Saturday, August 6, 2011

Giving Grace...to yourself


We really did intend for last week to be our last in this series on grace.

But then I learned something else (funny how that works!) and I wanted to share in case you've ever struggled with this, too.

It's about showing grace to ourselves.

The scandalous thing about grace is that it's free. It covers absolutely everything we do. And while we have to pay the natural consequences of our sin in this world, the punishment has been taken away. Jesus already died to pay it.

Sometimes I have a hard time coping with that. So I punish myself. God can forgive me, but I won't forgive myself. And I'm so busy punishing and hating myself and not forgiving that I can't even how wrong this is. Saying God can forgive me but I won't forgive me is, quite simply, setting myself up to be a higher authority than God, no matter how humble or right it feels.

"Have we created a religion that doesn't need Jesus?" Serena Woods writes. "That's not freedom, that's self-control. Jesus wasn't the atonement in case you accidentally sin. He was the atonement because you hopelessly sin. The freedom [...] is not something you earn by making right choices; the freedom is the lack of punishment when you don't make the right choices." (Grace is for Sinners, 201)

But then there are the lies we believe.

I've spent all summer believing a lie, and I only just realized it. "The lie that I've been drowning in when I drive, work, talk with [my sister] says that I make a mess of everything I touch," I wrote in my journal. "I'm a destroyer: I can't do anything right and everything I touch turns to pieces."

It's quite obviously a lie when you write it down. But in my mind, there was a nugget of truth/humility to it: I am a sinner, I can't do anything good on my own.

But the real truth?

Those are not the words God is speaking into our lives. He is speaking words of grace, healing, and restoration. And it's our job to make our words agree with His, even if they are scandalously free and aggressively graceful.

Because whatever the lie is whispering about us, whatever sin we've committed that we can't forgive - we have started over. We are not that person anymore.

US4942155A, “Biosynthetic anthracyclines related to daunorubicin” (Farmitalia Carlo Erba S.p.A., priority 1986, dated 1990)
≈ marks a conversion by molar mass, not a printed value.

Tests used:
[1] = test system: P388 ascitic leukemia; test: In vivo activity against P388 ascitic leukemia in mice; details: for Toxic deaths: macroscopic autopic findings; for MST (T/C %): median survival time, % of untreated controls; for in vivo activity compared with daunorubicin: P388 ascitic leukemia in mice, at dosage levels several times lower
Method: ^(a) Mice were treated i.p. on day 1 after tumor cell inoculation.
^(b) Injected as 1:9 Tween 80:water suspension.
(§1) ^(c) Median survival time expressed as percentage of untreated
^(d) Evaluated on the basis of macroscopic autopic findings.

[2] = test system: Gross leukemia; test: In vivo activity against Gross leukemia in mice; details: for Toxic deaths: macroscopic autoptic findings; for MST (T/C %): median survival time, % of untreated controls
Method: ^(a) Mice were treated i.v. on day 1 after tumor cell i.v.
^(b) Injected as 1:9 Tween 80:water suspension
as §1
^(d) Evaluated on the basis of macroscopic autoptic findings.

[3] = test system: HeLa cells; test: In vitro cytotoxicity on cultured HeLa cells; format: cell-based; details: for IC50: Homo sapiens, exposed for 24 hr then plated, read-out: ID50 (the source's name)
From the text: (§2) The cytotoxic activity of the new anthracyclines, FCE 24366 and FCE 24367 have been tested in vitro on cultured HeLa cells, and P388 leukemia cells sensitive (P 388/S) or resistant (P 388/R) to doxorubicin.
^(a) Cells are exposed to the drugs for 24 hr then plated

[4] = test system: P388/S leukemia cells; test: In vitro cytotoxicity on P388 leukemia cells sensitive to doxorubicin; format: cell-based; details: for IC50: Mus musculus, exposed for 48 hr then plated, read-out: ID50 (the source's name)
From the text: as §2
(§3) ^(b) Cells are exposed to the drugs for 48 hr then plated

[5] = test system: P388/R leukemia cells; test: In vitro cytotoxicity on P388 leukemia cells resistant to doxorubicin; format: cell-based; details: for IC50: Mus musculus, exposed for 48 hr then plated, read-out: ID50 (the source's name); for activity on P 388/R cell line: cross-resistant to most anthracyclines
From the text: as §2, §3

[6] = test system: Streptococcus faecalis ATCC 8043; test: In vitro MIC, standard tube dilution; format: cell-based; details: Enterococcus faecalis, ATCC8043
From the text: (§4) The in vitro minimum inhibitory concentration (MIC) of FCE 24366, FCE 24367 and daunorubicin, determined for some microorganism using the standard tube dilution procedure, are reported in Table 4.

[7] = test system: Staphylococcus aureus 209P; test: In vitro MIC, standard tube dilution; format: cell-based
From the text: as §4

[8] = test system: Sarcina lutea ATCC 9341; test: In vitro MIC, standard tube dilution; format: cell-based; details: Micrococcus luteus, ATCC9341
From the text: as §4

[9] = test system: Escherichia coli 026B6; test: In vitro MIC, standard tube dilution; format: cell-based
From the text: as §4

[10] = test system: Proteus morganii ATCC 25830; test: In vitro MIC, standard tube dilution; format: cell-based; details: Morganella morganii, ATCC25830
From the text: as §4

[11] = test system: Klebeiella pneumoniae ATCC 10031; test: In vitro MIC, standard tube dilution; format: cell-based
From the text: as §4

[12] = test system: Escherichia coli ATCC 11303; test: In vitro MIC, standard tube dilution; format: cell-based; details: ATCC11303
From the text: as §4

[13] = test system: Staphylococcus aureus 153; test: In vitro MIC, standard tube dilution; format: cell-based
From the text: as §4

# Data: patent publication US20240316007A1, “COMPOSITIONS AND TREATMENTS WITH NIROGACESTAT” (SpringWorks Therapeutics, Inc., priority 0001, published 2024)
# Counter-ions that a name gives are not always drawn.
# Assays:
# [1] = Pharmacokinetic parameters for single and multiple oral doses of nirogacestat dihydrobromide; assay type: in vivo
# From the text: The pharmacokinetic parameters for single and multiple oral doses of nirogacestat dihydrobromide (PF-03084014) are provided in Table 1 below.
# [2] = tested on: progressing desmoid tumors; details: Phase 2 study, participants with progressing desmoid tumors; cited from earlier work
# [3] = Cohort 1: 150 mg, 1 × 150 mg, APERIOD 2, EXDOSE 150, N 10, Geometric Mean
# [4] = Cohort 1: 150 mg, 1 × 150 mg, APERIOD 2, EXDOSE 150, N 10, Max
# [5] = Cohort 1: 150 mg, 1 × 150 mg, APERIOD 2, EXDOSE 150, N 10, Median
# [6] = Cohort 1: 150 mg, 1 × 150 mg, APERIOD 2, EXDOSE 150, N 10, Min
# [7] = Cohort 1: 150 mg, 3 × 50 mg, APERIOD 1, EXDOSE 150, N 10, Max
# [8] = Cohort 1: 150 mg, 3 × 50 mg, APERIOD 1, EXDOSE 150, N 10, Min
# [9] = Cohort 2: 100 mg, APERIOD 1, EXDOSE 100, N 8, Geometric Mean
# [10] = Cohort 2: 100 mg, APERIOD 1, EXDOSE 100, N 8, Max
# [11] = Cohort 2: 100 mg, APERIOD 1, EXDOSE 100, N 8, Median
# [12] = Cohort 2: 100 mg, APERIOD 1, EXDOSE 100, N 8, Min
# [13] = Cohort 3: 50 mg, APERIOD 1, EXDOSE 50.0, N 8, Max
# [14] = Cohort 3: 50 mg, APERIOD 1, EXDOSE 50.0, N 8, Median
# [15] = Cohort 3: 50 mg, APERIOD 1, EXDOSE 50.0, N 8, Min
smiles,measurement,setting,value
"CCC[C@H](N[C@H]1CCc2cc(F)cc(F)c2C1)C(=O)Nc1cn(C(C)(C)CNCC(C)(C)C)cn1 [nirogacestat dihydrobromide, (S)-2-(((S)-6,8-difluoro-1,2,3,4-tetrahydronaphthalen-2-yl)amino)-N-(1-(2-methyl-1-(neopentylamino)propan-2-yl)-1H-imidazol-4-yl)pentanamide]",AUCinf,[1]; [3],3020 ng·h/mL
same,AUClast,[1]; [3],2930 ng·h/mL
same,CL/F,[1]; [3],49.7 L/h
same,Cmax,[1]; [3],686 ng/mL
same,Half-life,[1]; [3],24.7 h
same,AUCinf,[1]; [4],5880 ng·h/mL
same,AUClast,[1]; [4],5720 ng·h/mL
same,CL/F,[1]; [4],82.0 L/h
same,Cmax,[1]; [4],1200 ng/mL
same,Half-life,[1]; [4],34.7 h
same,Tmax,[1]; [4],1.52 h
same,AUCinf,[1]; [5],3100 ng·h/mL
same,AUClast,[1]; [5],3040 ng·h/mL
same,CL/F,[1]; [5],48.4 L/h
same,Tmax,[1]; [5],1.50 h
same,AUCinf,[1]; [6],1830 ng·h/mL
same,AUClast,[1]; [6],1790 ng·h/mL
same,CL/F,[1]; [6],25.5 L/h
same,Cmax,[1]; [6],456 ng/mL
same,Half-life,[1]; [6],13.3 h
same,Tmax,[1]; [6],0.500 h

If anyone is in Christ, he is a new creation: the old has passed away, behold the new has come. - 2 Cor. 5:17

Do not call to mind the former things, or ponder the things of the past. Behold, I am doing something new! - Isaiah 43:18

...And if Christ is in you, though the body is dead because of sin, yet the spirit is alive because of righteousness..." -
Romans 8

We have been given grace. And grace, by its nature, is completely undeserved. But sisters, we can hold ourselves back from being able to fully experience it and offer it to others.

The great message of the Cross, the great message of our lives, is this: even though we have done horribly wrong, we are still wanted and loved. And we have been redeemed: we are not that person anymore, and not enslaved to sin any longer. We are loved, and we are free.

I pray that not only would we learn to be channels of grace for others - but that we would offer grace to ourselves, too.

God does.

3 comments:

  1. Thank you for sharing this! This is a truth I very much needed to be reminded of this week.

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  2. thank you i needed to hear that. i have never been able to forgive myself for somthing i almost foolishly and sefishly did, ill have to work on giving myself grace but this has simply made a lasting empresion in my heart mind and sole. thank you so so much God bless you.

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  3. I found your blog from the book Do Hard Things... what a beautiful, true post. The whole thing about beginning a new life in Christ washes me in hope. I'm ready to begin this new life in Christ.

    In the words of FM Static, Dear God... "I don't know but I got this feeling, that today's gonna be my turning point..."

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